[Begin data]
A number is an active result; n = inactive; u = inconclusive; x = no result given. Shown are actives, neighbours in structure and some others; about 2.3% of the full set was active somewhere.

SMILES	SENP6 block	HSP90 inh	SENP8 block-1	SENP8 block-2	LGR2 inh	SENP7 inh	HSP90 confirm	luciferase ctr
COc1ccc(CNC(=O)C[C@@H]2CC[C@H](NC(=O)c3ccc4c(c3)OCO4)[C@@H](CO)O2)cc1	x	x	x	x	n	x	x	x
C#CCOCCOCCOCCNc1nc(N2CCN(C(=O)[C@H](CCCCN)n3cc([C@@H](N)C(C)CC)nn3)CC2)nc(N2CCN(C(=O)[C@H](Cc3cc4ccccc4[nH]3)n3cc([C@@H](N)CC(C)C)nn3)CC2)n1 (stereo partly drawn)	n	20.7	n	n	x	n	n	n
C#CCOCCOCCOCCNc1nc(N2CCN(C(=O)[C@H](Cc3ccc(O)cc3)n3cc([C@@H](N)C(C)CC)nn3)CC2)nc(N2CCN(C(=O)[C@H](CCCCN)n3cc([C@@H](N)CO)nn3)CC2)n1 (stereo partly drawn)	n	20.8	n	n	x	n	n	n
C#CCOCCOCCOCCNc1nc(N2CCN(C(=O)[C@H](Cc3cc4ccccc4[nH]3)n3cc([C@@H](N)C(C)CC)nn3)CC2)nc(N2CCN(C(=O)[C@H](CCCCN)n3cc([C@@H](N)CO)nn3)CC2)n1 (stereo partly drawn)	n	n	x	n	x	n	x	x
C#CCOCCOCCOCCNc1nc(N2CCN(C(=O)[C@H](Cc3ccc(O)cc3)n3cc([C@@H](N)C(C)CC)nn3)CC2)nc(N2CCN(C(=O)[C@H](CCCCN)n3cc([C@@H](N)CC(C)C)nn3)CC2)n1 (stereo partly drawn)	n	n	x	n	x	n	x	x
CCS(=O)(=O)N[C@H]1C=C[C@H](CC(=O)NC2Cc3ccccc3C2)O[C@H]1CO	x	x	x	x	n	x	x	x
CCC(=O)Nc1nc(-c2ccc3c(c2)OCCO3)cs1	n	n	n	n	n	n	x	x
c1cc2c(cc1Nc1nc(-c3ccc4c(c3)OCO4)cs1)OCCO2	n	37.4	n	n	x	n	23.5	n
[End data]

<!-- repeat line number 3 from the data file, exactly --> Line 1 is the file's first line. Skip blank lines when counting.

COc1ccc(CNC(=O)C[C@@H]2CC[C@H](NC(=O)c3ccc4c(c3)OCO4)[C@@H](CO)O2)cc1	x	x	x	x	n	x	x	x